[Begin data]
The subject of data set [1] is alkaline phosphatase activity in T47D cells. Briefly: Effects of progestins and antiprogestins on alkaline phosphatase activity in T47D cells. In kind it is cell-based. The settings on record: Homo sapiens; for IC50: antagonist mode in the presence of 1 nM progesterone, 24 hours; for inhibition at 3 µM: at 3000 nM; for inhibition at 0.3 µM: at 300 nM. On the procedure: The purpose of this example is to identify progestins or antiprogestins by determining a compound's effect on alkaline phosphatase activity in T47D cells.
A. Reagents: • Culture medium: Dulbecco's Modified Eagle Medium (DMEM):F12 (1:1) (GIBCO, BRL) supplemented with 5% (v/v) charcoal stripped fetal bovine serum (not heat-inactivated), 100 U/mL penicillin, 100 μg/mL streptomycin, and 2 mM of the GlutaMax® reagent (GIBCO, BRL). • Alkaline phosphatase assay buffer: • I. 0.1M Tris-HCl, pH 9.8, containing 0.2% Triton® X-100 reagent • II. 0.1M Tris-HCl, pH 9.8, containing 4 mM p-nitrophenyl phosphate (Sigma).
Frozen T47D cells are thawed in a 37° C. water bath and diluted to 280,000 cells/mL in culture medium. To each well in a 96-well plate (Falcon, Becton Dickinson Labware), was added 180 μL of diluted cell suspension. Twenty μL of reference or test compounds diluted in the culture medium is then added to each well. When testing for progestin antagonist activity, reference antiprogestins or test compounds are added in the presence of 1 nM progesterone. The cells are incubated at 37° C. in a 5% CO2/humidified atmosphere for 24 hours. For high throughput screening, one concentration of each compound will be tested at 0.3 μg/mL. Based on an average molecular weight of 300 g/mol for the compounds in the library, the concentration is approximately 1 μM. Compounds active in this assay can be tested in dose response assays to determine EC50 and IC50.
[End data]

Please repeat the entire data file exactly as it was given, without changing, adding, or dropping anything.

The subject of data set [1] is alkaline phosphatase activity in T47D cells. Briefly: Effects of progestins and antiprogestins on alkaline phosphatase activity in T47D cells. In kind it is cell-based. The settings on record: Homo sapiens; for IC50: antagonist mode in the presence of 1 nM progesterone, 24 hours; for inhibition at 3 µM: at 3000 nM; for inhibition at 0.3 µM: at 300 nM. On the procedure: The purpose of this example is to identify progestins or antiprogestins by determining a compound's effect on alkaline phosphatase activity in T47D cells.
A. Reagents: • Culture medium: Dulbecco's Modified Eagle Medium (DMEM):F12 (1:1) (GIBCO, BRL) supplemented with 5% (v/v) charcoal stripped fetal bovine serum (not heat-inactivated), 100 U/mL penicillin, 100 μg/mL streptomycin, and 2 mM of the GlutaMax® reagent (GIBCO, BRL). • Alkaline phosphatase assay buffer: • I. 0.1M Tris-HCl, pH 9.8, containing 0.2% Triton® X-100 reagent • II. 0.1M Tris-HCl, pH 9.8, containing 4 mM p-nitrophenyl phosphate (Sigma).
Frozen T47D cells are thawed in a 37° C. water bath and diluted to 280,000 cells/mL in culture medium. To each well in a 96-well plate (Falcon, Becton Dickinson Labware), was added 180 μL of diluted cell suspension. Twenty μL of reference or test compounds diluted in the culture medium is then added to each well. When testing for progestin antagonist activity, reference antiprogestins or test compounds are added in the presence of 1 nM progesterone. The cells are incubated at 37° C. in a 5% CO2/humidified atmosphere for 24 hours. For high throughput screening, one concentration of each compound will be tested at 0.3 μg/mL. Based on an average molecular weight of 300 g/mol for the compounds in the library, the concentration is approximately 1 μM. Compounds active in this assay can be tested in dose response assays to determine EC50 and IC50.